It is impossible to connect to any media today without being bombarded by questions. It is just what happens when the world is turned upside down for this long.
“When can we expect the crisis to be over?” “When can return to work?” Can we return to work?” “How long will it take the economy to recover?” “Will this pandemic boomerang in some mutated form?” “How did we not see this coming?”
Church leaders ask their own versions: “When can we return to ‘ministry as usual’?” “How has this crisis impacted the church?” “Will we come back weaker or stronger?” “How can we be better prepared to survive the next round?”
Look again. These are slight variations medical questions which, given the church is an organism, seems appropriate. I certainly have no medical agree — and I appreciate that pundits are a dime a dozen these days — but as part of at team of consultants who daily press their experience into service to evaluate the health of congregations and help them prepare for and navigate such challenges as these, I share a few high-level observations.
1) The church’s former “normal” will always be just that… “former.” Most realize that mainline Protestantism was in ‘crisis mode’ long before COVID 19—the pandemic just hastened the symptoms. Many churches will attempt to return to ministry as it was before. Then there have always been congregations that insist on ministry as “we’ve always done it!” You will usually recognize them by their diminishing vitality.
2) The virus strikes the Body of Christ the way it strikes our physical bodies. Congregations with strong missional clarity, high energy and solid discipleship practices have developed antibodies to fight off viral threats to the organism. Weaker congregations—in which mission is ill-defined and worship is the sole catalyst for other ministries—are more susceptible to infection and less capable of recovery.
3) Healthy congregations have an answer for the most important question. At the heart of the Gospel narrative, the Great Physician asks two questions that may assess your vulnerability to disease. The first question is important — “Who do others say that I am?” This question invites us to talk about Jesus. The follow-up question is critical and direct — “Who do you say that I am?” This question calls us to be Jesus for others.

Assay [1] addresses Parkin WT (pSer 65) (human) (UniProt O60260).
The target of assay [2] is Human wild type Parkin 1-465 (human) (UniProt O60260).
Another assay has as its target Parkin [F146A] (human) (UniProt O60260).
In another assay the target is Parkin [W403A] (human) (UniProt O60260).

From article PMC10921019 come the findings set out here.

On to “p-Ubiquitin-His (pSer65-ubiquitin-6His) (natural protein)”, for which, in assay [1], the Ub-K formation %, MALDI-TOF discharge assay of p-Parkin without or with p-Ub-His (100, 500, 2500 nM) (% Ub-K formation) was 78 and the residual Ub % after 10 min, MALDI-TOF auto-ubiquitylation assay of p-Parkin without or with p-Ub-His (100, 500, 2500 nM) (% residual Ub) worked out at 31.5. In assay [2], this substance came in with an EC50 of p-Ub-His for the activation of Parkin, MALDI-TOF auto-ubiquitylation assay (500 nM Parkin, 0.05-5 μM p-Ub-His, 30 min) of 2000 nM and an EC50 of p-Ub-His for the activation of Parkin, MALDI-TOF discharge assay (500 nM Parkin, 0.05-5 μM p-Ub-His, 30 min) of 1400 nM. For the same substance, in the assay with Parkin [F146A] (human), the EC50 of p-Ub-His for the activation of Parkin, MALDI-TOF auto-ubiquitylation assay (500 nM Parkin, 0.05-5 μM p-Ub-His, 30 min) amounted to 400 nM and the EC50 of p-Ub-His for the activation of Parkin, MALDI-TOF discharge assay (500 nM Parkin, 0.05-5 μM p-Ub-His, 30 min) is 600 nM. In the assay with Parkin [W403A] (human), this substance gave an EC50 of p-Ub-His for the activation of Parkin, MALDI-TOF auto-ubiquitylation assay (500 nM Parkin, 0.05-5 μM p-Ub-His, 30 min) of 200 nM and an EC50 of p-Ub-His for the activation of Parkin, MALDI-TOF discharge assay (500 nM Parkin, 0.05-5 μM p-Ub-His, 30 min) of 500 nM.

Most congregations are fairly skilled at talking about Jesus, gathering to consume worship on the weekend and cueing up that latest ministry program. The tougher, more blessed calling is becoming Jesus for others. To couch this in Holy Week terminology, while many in the crowds witnessed the crucifixion, only a few then picked up the cross and followed.
At some point, the whistle will blow and we will return to the water. If I were to write a prescription for the first days of recovery, it would be this: Leadership teams…when you hold your next non-virtual meeting (or before, if you wish), administer the following questions to one another: How did this ministry communicate Christ before the crisis? How did we embody Christ’s presence to others during the crisis? What does this tell us about the ways we are called to be Christ moving forward?
One more step — Circle back and process the “you-version” of the questions:
How did I communicate Christ before the crisis? How was I Christ to others during the crisis? What does this tell me about the ways I am called to be Christ moving forward? Together we are the Body of Christ, but we are also individually members of it.
Oh, and one last prediction. This is Christ’s body. His church. If he promises that that gates of hell will not prevail against it (and he does), then I like our chances against a virus.
Rev. Jim Crowther | Consultant | Kairos and Associates | email